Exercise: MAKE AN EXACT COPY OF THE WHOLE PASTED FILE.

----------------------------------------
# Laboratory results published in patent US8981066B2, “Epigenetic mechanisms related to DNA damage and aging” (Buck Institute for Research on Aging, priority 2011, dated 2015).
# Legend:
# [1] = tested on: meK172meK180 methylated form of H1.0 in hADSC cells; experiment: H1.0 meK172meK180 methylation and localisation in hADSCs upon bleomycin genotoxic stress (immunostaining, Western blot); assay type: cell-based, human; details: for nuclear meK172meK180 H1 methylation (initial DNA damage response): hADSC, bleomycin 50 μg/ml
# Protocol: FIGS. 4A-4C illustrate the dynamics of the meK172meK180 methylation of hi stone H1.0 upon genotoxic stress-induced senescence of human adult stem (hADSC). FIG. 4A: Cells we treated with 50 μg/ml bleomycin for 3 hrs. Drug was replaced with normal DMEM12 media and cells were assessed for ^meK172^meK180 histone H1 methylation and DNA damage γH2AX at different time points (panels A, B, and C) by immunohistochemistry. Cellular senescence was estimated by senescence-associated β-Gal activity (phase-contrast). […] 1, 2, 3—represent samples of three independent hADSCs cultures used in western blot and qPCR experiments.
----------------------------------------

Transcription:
# Laboratory results published in patent US8981066B2, “Epigenetic mechanisms related to DNA damage and aging” (Buck Institute for Research on Aging, priority 2011, dated 2015).
# Legend:
# [1] = tested on: meK172meK180 methylated form of H1.0 in hADSC cells; experiment: H1.0 meK172meK180 methylation and localisation in hADSCs upon bleomycin genotoxic stress (immunostaining, Western blot); assay type: cell-based, human; details: for nuclear meK172meK180 H1 methylation (initial DNA damage response): hADSC, bleomycin 50 μg/ml
# Protocol: FIGS. 4A-4C illustrate the dynamics of the meK172meK180 methylation of hi stone H1.0 upon genotoxic stress-induced senescence of human adult stem (hADSC). FIG. 4A: Cells we treated with 50 μg/ml bleomycin for 3 hrs. Drug was replaced with normal DMEM12 media and cells were assessed for ^meK172^meK180 histone H1 methylation and DNA damage γH2AX at different time points (panels A, B, and C) by immunohistochemistry. Cellular senescence was estimated by senescence-associated β-Gal activity (phase-contrast). […] 1, 2, 3—represent samples of three independent hADSCs cultures used in western blot and qPCR experiments.